I do understand the difference between a call by reference and a call by value passing a reference to a mutable object.

I guess, I can not express it in a clear way. I did not mean to start a debate on the meaning of call by reference. Sorry.
Chandra shekar M
Ranch Hand

Joined: Dec 20, 2006
Posts: 135
Hi All,

Thanks for the replies.

Paul,

Yes you'r right. I wanted to know why these decisions where taken. studying JVM internals will tell in more details how things are working at compile time and at runtime
I'll get more info on how but not on why. Was curious in understanding the design decisions itself.

Thanks
Chandra
Jesper de Jong
Java Cowboy
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Joined: Aug 16, 2005
Posts: 14157
    
  19

It's hard to say why some things in Java are the way they are. The designers of the language had some idea in their heads of how Java should be, and that's how they implemented it. But I don't know of any book where the original language designers explain all their reasons for designing it as it is.

There is something that can be said about this. In the mid-1990s, C++ was the big language that everybody was looking at. (I was a C++ guru myself before I started programming in Java). But C++ is not an easy language, it has a number of pitfalls that make it easy to make wrong programs and it's very hard to understand all the little nuances and potential problems.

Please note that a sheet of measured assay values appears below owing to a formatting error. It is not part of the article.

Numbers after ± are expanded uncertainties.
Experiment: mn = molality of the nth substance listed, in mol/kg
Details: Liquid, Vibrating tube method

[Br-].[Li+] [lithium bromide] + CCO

The designers of Java wanted to create a language that would look familiar to C++ programmers, but that would be easier to learn and use. So they left out many things that cause a lot of trouble in C++, such as pointers, manual memory management, virtual member functions, pass by reference, multiple inheritance etc. As a result people can learn Java faster and be more productive with Java than with C++.

To take pass by reference as an example: the Java language designers probably thought that this is a feature which is not really necessary, it probably causes more trouble than it's worth, so to keep the language simple they just didn't include it in Java. (You can imagine what bugs might arise when people accidentally would pass something by reference, etc.).

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Michael Ernest
High Plains Drifter
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Joined: Oct 25, 2000
Posts: 7292

It's also worth remembering that some elements of the language are entered for reasons other than best-of-breed technical decisions, and that's a very good thing. Some design decisions are made by fiat, others by varying degrees of consensus. Still other features may represent the pet interest of some contributors that no one else is interested in arguing over.

There are books like Java The Good Parts, by Jim Waldo, that explain some elements of the language from the perspective of a well-known and influential contributor. Well, sort of, anyway. That particular book is a bit ponderous and pompous to read and not as informative on the nuts and bolts as you might hope. But that's usually where the 'why' comes from, individual contributors willing to write about their experience participating in the process.